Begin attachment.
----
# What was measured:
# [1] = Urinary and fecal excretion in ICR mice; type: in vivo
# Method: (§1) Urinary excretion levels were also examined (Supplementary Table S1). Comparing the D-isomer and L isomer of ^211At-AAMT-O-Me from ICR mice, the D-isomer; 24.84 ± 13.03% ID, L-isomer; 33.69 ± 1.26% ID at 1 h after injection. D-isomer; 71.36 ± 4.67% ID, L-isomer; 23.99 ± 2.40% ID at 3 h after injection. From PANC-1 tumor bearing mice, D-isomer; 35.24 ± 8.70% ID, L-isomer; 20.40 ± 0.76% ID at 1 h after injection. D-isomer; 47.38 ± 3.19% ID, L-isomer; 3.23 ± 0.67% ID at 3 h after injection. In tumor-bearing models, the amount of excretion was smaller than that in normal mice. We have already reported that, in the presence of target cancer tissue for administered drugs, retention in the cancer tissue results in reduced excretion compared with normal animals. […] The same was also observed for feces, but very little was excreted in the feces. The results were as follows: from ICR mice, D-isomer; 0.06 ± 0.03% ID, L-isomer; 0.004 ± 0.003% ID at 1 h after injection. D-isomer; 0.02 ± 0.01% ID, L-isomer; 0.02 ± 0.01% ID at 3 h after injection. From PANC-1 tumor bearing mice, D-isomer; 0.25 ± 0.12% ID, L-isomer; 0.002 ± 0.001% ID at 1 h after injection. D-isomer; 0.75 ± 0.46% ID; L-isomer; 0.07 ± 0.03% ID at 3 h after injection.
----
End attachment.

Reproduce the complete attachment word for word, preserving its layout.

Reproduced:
# What was measured:
# [1] = Urinary and fecal excretion in ICR mice; type: in vivo
# Method: (§1) Urinary excretion levels were also examined (Supplementary Table S1). Comparing the D-isomer and L isomer of ^211At-AAMT-O-Me from ICR mice, the D-isomer; 24.84 ± 13.03% ID, L-isomer; 33.69 ± 1.26% ID at 1 h after injection. D-isomer; 71.36 ± 4.67% ID, L-isomer; 23.99 ± 2.40% ID at 3 h after injection. From PANC-1 tumor bearing mice, D-isomer; 35.24 ± 8.70% ID, L-isomer; 20.40 ± 0.76% ID at 1 h after injection. D-isomer; 47.38 ± 3.19% ID, L-isomer; 3.23 ± 0.67% ID at 3 h after injection. In tumor-bearing models, the amount of excretion was smaller than that in normal mice. We have already reported that, in the presence of target cancer tissue for administered drugs, retention in the cancer tissue results in reduced excretion compared with normal animals. […] The same was also observed for feces, but very little was excreted in the feces. The results were as follows: from ICR mice, D-isomer; 0.06 ± 0.03% ID, L-isomer; 0.004 ± 0.003% ID at 1 h after injection. D-isomer; 0.02 ± 0.01% ID, L-isomer; 0.02 ± 0.01% ID at 3 h after injection. From PANC-1 tumor bearing mice, D-isomer; 0.25 ± 0.12% ID, L-isomer; 0.002 ± 0.001% ID at 1 h after injection. D-isomer; 0.75 ± 0.46% ID; L-isomer; 0.07 ± 0.03% ID at 3 h after injection.